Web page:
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Convolution
Recall that the convolution of two functions
f
1
(
t
) and
f
2
(
t
) is written
f
1
*
f
2
(t) and is defined by the convolution integral:
f
1
*
f
2
(
t
)
=
f
1
(
!
)
"#
+
#
$
f
2
(
t
"
)
d
In Maple this integral can be found using:
> f1*f2(t) = int( f1(tau)* f2(ttau) , tau=infinity .
. infinity);
However, even Maple often has trouble evaluating such integrals in closed form. It can however, always evaluate the integral
numerically and create a graph of the resulting convolution. Thus you will always be able to create an accurate graph of the convolution
of any two functions.
Step 0 
Set up our usual definitions and aliases for the singularity functions
u
and
r
. (unit step and ramp)
alias(u=Heaviside): r := t > t*u(t):
Exercise 1 
Define and plot the two piecewiselinear functions
x
(
t
) and
h
(
t
) using these pictures as guides.
x
(
t
)
h
(
t
)
x := t > 2*u(t2) 2* u(t4): h:= t > u(t) 2*u(t1) + u(t2):
Plot them both to be sure they have been entered correctly.
plot( [x(t), h(t) ], t=4.
.6, color = [red, green], thickness =[1,2], ytickmarks=4,
font=[TIMES, 18,BOLD]);
Now obtain the convolution
c
(
t
) using the convolution integral and then plot it.
c := t > int( x(tau)* h(ttau), tau=infinity .
. infinity); c(t);
plot(c(t), t=4.
.8, thickness=2, color=blue, font=[TIMES, PLAIN,24], gridlines=true);
You can specify the font
for the graph.
Specify whatever
thickness you want for
each graph.
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Notice Maple did not evaluate the integral in a simple closed form. However, you can write out the answer by inspecting the above
graph and using our expansion for any piecewise linear function. Express the convolution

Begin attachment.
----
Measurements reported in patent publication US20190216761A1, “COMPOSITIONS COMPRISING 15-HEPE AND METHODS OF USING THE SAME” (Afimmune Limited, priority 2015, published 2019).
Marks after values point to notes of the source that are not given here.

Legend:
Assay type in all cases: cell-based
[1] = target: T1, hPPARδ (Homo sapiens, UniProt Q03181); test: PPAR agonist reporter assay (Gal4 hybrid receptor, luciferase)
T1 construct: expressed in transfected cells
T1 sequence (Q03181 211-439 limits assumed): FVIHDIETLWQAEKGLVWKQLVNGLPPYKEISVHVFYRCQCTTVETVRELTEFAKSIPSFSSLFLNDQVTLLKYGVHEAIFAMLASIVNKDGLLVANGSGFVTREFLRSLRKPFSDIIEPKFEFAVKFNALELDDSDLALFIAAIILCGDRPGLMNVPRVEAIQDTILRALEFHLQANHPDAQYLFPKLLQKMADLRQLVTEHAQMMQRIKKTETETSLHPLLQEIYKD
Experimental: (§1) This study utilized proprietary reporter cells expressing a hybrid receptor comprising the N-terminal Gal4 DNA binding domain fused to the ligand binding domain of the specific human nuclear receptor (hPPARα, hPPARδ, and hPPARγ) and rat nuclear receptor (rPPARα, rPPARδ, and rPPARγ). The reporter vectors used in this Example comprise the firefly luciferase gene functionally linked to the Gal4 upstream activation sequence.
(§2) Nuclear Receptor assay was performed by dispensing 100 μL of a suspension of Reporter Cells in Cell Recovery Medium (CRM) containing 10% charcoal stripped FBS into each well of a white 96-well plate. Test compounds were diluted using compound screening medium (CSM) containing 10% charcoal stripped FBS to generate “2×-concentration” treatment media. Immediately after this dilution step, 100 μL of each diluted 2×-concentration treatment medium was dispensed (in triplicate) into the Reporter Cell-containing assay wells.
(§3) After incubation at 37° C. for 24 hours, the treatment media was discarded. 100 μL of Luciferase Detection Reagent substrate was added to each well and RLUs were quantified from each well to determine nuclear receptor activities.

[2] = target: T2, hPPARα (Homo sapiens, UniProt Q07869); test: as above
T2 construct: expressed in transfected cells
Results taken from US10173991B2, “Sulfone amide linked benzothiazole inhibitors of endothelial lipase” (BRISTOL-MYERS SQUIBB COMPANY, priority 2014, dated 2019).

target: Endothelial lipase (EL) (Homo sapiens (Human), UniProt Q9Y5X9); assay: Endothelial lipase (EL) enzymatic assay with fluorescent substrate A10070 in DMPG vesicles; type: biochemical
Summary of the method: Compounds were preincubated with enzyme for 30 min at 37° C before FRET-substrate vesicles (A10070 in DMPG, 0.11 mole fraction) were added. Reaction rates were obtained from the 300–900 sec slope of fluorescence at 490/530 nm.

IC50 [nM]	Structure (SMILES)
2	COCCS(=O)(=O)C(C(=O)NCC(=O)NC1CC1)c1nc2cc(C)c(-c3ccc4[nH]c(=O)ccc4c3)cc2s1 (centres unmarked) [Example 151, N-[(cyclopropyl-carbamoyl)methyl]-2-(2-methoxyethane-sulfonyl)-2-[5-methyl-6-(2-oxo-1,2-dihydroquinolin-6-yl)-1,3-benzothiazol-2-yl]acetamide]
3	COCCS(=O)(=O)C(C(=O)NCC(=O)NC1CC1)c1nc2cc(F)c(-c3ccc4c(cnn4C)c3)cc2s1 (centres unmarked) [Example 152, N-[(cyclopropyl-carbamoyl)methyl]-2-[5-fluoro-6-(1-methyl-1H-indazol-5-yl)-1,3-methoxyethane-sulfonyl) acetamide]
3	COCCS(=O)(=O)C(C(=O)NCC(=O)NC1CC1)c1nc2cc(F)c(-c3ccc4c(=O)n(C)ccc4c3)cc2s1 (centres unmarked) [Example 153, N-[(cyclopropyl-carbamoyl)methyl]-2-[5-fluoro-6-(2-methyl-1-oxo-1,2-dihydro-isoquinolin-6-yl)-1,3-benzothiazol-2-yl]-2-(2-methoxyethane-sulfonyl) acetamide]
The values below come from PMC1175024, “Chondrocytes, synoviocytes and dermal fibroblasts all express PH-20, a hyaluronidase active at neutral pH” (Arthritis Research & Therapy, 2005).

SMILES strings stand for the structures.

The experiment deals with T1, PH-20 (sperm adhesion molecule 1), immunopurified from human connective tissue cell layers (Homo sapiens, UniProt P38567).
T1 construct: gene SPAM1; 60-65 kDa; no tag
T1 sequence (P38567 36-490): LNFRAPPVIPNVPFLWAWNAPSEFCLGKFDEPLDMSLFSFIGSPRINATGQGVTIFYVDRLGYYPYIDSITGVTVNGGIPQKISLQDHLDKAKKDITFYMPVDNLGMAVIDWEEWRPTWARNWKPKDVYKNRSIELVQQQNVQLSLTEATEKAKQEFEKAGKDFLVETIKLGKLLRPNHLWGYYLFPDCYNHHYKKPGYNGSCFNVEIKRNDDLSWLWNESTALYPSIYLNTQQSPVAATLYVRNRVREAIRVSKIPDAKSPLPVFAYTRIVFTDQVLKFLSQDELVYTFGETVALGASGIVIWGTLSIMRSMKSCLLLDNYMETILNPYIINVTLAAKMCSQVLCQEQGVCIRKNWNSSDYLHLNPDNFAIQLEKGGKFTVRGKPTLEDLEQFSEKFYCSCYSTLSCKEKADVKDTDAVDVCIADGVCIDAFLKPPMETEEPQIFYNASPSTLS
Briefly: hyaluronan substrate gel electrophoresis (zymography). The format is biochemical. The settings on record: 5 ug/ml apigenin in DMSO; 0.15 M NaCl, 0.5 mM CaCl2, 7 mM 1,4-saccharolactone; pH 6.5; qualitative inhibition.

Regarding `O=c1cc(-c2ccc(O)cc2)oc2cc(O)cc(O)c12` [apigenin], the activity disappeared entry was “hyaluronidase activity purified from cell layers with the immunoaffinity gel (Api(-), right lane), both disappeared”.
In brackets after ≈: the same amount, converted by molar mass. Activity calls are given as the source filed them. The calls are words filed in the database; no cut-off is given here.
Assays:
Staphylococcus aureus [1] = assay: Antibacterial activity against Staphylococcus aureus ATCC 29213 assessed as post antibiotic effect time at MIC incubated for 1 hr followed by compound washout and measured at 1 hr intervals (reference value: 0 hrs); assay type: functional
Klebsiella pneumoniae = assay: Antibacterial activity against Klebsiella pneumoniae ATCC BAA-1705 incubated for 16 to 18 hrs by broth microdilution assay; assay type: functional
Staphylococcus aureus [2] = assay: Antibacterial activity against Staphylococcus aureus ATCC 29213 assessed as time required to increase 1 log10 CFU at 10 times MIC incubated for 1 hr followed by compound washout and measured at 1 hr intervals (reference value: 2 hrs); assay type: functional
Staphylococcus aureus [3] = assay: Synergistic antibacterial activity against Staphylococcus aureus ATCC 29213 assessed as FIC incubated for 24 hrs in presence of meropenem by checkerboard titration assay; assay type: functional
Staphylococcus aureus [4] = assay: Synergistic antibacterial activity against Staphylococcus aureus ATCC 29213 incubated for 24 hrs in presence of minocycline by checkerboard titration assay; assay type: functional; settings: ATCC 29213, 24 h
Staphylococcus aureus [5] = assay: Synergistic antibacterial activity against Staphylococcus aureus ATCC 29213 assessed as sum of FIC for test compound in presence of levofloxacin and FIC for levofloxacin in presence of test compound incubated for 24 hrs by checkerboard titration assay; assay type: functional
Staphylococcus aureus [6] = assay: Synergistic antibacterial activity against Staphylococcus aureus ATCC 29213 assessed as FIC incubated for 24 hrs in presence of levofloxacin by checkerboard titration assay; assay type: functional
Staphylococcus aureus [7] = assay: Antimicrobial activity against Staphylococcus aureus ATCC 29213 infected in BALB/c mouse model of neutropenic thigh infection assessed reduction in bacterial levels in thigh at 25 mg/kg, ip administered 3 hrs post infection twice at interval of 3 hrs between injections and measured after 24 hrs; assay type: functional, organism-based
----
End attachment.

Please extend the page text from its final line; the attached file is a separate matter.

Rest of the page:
c
(
t
) in terms of ramp and/or unit step
functions. Note the slope jumps at
t
= 2, 3, 5 and 6. We will denote your visually determined answer as
Y
(
t
) to distinguish it from
c
(
t
).
Y
(
t
) = ………………………………………………………………………………………………….
.
Then plot your exact expression
Y
(
t
) simultaneously with
c
(
t
), (determined by numerical integration), and confirm they are identical.
Y := t > 2*r(t2)  4*r(t3) + 4* r(t5)  2*r(t6);
plot( [Y(t), c(t)], t=4.
.8, thickness=2, color=[blue,red], thickness=[4,1],
font=[TIMES, PLAIN,24], title="Double Check");
Convolution Animation
Create an animation to illustrate the convolution process. Just enter the following code. We will start from scratch.
Step 1: Define the two functions and find their convolvution.
restart;
alias(u=Heaviside): r := t > t*u(t):
x := t > 2*u(t2) 2* u(t4): h:= t > u(t) 2*u(t1) + u(t2):
y := t > int( x(tau)* h(ttau), tau=infinity .
. infinity);
Step 2: Create the convolution animation. The first line gives the range for the tau and t variables.
Adjust the range as desired.
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This note was uploaded on 09/22/2009 for the course ECES 302 taught by Professor Carr during the Spring '08 term at Drexel.
 Spring '08
 CARR

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